Cumberland County Schools' High School Athletic Web Site


Posted On  Sunday, Jul. 12, 2009

Sunday Salute: South View sports, laughter were his life

By Kim Hasty 
Staff writer

 HOPE MILLS - You knew Bobby Hair liked you when he picked on you.

"Let me tell you something,'' said longtime friend Ronnie Luck. "This is the honest truth. He would crack on me cause I could take it. I would crack on him cause he could take it.''

Whether he was serving on the football chain crew for his beloved South View High School Tigers or battling cancer, Hair made friends wherever he went.

"We had a little fundraiser for him and his oncologist and her husband drove all the way from Duke to be there,'' Luck said.

Bobby Hair died June 25 after a long battle with non-Hodgkins lymphoma. He was 60. He leaves an indelible memory of a man who loved life and loved people.

"He was the love of my life,'' said Shelly Sweatt.

Theirs was a sweet love story that began five years ago over cups of coffee at Becky's Cafe. He kept her laughing from the moment they met. She remained steadfastly at his side through doctor visits and cancer treatments.

"He made an impact on everybody,'' Sweatt said. "I never laughed so much in my life. I miss him so much.''

Hope Mills was home to Hair. He graduated from the old Hope Mills High and went on to become well-known as a youth recreation coach. He owned a plumbing company and also dabbled in the restaurant business for a time.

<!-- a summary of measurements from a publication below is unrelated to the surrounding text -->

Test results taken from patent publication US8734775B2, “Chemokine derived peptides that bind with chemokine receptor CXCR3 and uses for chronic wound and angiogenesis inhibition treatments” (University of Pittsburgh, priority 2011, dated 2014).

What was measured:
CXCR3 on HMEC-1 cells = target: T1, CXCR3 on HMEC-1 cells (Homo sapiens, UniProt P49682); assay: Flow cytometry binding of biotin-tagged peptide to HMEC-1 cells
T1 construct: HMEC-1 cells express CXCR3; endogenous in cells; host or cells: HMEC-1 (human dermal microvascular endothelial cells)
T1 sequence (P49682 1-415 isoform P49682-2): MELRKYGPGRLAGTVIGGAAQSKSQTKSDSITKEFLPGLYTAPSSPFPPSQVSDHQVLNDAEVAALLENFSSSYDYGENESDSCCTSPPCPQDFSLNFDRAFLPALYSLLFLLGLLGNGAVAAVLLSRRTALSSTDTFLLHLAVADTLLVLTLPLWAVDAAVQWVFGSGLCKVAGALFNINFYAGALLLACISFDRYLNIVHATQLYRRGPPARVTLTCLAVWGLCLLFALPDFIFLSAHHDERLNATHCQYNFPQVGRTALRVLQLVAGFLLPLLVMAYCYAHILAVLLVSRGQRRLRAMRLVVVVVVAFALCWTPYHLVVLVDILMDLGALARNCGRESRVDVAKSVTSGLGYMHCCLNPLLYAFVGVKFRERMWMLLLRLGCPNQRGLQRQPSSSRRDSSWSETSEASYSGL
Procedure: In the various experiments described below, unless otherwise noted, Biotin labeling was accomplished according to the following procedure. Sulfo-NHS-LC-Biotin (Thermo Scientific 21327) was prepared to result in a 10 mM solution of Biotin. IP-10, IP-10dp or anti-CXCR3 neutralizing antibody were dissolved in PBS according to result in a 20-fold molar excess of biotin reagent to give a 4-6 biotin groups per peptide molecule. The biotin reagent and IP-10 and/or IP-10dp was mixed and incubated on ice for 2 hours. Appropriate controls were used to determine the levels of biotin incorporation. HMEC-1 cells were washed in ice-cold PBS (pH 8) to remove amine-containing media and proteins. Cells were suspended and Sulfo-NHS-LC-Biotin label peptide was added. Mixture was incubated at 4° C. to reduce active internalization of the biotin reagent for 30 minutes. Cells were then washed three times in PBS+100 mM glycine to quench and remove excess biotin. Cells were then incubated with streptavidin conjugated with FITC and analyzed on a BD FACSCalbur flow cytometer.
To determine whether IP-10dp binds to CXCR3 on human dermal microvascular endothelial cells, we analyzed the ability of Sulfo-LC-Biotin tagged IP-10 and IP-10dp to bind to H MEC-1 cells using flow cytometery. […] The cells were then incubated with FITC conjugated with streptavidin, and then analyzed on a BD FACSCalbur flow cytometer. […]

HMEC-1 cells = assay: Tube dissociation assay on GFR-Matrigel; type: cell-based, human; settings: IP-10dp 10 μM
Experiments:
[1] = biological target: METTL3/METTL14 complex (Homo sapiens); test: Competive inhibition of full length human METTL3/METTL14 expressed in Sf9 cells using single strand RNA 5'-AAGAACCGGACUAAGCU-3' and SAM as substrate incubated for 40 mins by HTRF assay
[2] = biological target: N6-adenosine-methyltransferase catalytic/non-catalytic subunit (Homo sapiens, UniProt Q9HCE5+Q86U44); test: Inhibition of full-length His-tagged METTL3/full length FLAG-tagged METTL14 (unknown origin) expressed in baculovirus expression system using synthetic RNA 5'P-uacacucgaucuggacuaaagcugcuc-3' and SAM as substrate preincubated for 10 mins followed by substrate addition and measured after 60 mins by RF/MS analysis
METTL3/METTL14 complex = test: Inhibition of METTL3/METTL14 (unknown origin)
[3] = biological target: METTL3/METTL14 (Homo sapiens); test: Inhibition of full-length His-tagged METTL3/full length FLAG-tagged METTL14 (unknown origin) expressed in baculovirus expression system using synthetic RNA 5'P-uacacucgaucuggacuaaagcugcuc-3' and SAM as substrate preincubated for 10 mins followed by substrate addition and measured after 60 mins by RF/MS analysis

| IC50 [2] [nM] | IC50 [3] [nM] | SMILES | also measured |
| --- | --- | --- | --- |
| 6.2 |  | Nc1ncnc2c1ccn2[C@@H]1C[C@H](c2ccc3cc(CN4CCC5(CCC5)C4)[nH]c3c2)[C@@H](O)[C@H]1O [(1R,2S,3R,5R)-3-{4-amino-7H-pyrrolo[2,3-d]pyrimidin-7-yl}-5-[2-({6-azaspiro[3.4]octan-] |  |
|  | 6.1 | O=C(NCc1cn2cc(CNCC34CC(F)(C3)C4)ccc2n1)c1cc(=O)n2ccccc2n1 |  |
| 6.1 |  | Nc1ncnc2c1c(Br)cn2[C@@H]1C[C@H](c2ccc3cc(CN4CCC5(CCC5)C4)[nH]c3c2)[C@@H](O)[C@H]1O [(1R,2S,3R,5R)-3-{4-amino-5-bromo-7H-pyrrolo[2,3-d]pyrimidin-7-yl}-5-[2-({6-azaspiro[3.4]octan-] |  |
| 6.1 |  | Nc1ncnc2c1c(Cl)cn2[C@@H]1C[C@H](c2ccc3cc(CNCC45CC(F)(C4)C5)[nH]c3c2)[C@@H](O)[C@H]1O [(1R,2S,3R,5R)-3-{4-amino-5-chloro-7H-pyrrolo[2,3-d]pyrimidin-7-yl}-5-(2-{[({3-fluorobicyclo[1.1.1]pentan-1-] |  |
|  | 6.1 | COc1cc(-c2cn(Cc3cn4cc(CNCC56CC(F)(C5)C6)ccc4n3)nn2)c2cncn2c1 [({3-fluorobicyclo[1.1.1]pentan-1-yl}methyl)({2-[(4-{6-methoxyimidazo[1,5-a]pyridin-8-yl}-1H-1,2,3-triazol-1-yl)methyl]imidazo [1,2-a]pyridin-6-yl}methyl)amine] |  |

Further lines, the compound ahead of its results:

But he was perhaps best known for his devotion to South View High athletics. For years, he volunteered on the chain crew on Friday nights. So devoted was he to South View High that he painted his 1987 Mazda truck bright orange and dotted black tiger paws all over it.

Hair had three sons, Chris, Doug and Joey. Chris Hair parked his dad's orange truck at Hope Mills Lake during the town's recent Fourth of July celebration. He said folks he'd never met stopped by to pay their respects.

While the truck was a fixture at football games, Hair rarely missed a basketball game either.

Players on the girls' basketball team, in fact, drew an oversized heart on paper to mark Hair's designated place in the stands. At the end of the season, Sweatt took the heart home to Hair.

Early this year, South View basketball standout Amber Calvin approached Hair about doing her senior project on cancer. He agreed to serve as her mentor and the two developed a special bond.

"He was always smiling,'' said Calvin, who will attend North Carolina A&T this fall on a basketball scholarship. "He was always cracking jokes.''

When she graduated from South View in early June, Calvin brought over her tassel and placed it on his bedside table with some roses.

In recent years, Luck, whose own cancer is in remission, had invited Hair to attend Cross Pointe Church in Hope Mills. Hair and Sweatt were eventually baptized there. Luck and Cross Pointe minister Tracey Pounders were among those who accompanied Hair to cancer treatments.

"He was a fighter, I can tell you that,'' Luck said.

They buried Bobby Hair in a South View T-shirt and the overalls he loved to wear.

"I never thought men looked good in overalls,'' Sweatt said, "but Bobby Hair looked good in overalls.''  


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